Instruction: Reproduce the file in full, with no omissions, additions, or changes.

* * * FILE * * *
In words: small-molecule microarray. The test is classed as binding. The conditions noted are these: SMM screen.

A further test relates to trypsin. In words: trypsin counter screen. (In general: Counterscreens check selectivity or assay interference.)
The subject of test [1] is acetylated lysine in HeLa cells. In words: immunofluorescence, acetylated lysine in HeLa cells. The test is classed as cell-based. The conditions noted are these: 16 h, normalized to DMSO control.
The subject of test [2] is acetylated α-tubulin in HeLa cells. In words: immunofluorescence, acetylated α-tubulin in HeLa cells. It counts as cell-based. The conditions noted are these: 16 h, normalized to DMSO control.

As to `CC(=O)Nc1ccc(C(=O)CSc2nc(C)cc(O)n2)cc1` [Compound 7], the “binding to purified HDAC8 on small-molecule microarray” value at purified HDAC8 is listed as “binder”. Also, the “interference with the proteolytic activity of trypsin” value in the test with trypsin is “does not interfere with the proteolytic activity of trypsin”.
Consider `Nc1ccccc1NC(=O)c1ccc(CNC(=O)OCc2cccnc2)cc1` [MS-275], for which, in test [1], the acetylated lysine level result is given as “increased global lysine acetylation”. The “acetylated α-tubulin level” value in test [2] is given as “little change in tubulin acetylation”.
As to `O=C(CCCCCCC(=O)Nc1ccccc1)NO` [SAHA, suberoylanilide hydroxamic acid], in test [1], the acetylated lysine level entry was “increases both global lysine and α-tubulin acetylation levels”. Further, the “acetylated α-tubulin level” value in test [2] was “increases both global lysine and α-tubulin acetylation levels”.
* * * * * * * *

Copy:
In words: small-molecule microarray. The test is classed as binding. The conditions noted are these: SMM screen.

A further test relates to trypsin. In words: trypsin counter screen. (In general: Counterscreens check selectivity or assay interference.)
The subject of test [1] is acetylated lysine in HeLa cells. In words: immunofluorescence, acetylated lysine in HeLa cells. The test is classed as cell-based. The conditions noted are these: 16 h, normalized to DMSO control.
The subject of test [2] is acetylated α-tubulin in HeLa cells. In words: immunofluorescence, acetylated α-tubulin in HeLa cells. It counts as cell-based. The conditions noted are these: 16 h, normalized to DMSO control.

As to `CC(=O)Nc1ccc(C(=O)CSc2nc(C)cc(O)n2)cc1` [Compound 7], the “binding to purified HDAC8 on small-molecule microarray” value at purified HDAC8 is listed as “binder”. Also, the “interference with the proteolytic activity of trypsin” value in the test with trypsin is “does not interfere with the proteolytic activity of trypsin”.
Consider `Nc1ccccc1NC(=O)c1ccc(CNC(=O)OCc2cccnc2)cc1` [MS-275], for which, in test [1], the acetylated lysine level result is given as “increased global lysine acetylation”. The “acetylated α-tubulin level” value in test [2] is given as “little change in tubulin acetylation”.
As to `O=C(CCCCCCC(=O)Nc1ccccc1)NO` [SAHA, suberoylanilide hydroxamic acid], in test [1], the acetylated lysine level entry was “increases both global lysine and α-tubulin acetylation levels”. Further, the “acetylated α-tubulin level” value in test [2] was “increases both global lysine and α-tubulin acetylation levels”.